I'm Trippin' Out, Maaaaaan Edition
Enter the Void
Never have the words, 'Proceed with Caution,' found a more appropriate occasion than this. Enter the Void takes its viewers on a surreal trip through a blazing neon Tokyo, almost all two and a half hours viewed Point of View style through the eyes of an American Drug Dealer named Oscar (Nathaniel Brown). We follow him through various exploits, all rendered through vivid and intense depictions of how his drug use effects him. In a lot of ways, Enter the Void is lacking: It's script features laughable reaches for philosophical grandeur, and the performers don't really do the wooden dialogue any favors. The true star of the film is Director Gasper Noe, and he puts on a hell of a show. The physical power that his film has over its viewers is mesmerizing, and no filmic depiction of hallucinogens has ever shaken me up even close to this degree. It's an absolute must for all those fascinated by the technical aspects of film, and an absolute must not for the light of heart. Like I said, Proceed with Caution.
One of the finest mainstream releases from (an admittedly really weak) 2011, Limitless tells the story of Eddie Morra (Bradley Cooper), an aspiring writer who, in the midst of allowing his life to bottom out, is introduced NZT. It's a newly cooked-up drug, and it allows its users access to the entirety of their brian, essentially turning them into geniuses with the simple popping of a pill. This is light, escapist-fantasy fun, so don't go in expecting an Oscar winner, and you'll probably have as big of a blast as I did. Cooper is a surprisingly engaging leading man, and director Neil Burger fills the screen with psychedelic fun, all set to a zippy electro score. Throw in a perfectly gaudy Robert De Niro, and you have one of the purest entertainments of the last calendar year.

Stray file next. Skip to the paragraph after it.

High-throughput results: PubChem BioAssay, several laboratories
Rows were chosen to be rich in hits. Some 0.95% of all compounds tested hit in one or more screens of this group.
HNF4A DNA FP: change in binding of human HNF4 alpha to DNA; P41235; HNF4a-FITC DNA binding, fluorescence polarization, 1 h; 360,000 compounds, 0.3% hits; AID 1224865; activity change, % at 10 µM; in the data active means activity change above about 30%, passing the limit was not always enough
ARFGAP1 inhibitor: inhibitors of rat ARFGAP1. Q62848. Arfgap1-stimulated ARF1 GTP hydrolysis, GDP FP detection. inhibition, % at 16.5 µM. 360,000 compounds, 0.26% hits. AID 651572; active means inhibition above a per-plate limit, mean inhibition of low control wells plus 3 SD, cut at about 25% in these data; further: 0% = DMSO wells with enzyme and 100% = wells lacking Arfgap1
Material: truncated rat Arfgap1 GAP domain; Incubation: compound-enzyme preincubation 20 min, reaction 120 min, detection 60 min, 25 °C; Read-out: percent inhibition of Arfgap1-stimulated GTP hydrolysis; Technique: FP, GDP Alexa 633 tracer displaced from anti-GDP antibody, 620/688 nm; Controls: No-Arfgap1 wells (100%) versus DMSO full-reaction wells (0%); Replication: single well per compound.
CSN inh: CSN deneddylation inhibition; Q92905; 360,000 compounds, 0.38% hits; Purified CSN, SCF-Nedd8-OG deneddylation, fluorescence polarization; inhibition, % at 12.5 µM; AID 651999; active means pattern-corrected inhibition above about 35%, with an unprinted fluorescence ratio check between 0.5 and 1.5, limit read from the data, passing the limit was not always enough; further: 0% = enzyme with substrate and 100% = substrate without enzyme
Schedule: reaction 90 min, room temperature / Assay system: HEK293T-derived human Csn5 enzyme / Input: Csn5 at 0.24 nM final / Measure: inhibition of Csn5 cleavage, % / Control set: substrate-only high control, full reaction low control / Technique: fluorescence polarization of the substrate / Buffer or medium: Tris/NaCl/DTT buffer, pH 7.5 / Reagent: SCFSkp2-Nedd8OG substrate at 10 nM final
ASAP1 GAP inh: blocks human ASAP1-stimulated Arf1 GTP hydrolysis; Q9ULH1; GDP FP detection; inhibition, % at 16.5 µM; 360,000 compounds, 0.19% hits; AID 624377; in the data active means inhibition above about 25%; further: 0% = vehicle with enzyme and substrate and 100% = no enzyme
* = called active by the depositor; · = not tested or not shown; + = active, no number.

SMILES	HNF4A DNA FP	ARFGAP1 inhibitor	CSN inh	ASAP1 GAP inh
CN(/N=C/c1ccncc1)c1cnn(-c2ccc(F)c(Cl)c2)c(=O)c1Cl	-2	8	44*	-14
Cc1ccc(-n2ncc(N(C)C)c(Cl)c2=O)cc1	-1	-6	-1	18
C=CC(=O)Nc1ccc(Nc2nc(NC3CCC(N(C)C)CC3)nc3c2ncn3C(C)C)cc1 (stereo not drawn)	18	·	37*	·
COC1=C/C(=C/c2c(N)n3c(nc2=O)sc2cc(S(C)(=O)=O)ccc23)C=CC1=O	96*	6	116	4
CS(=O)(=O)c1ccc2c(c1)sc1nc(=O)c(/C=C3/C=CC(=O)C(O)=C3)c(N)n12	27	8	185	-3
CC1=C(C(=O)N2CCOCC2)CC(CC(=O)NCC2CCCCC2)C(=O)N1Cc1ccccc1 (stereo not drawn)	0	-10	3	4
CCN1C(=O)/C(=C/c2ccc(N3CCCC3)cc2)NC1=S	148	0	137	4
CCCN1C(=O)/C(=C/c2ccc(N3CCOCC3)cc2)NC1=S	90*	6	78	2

From popcorn silliness, to a major effort from a auteur considered in some circles to be the single greatest filmmaker of all time. Swedish All-Time-Great Ingmar Bergman's mind-bending tale follows the trials and tribulations of two women, Elisabeth (Liv Ullmann), an actress who has suddenly lost the ability to speak, and Alma (Bibi Andersson), the nurse assigned to her. The two check into a small, isolated cottage, and begin to wreak havoc on one another's psyche. Bergman's films often indulge in tripped-out imagery, but none that I've seen take it this far, prompting viewers to sift through what's real, and what is imagined. In a lot of ways, Persona could be seen as a spiritual grandmother to Black Swan, but those dueling ballerinas didn't have Bergman pulling the strings, and turning the screws behind camera. A classic by anyone's definition, and one that proves properly mind-altering.
Danny Boyle's movies always seem like they're on drugs, whether it be the jumpy, twitchy terror of 28 Days Later, or the kaleidoscopic journey of Slumdog Millionaire. It makes sense, in that case, that the Brit would have gotten his big break with Trainspotting, wherein a youthful Ewan McGregor and a pair of friends stumble from one drug-fueled misadventure to the next. Boyle's manic, hyper-expressive style is everywhere here, just like it is in all of his movies, coloring every last incident with energy and urgency. A few scenes, wether for reasons of terror or playful whimsy, are etched in my brian forever. Plus, if you haven't already seen this movie, I'm sure that your friends have given you a rough time for it. Trust them, it's good.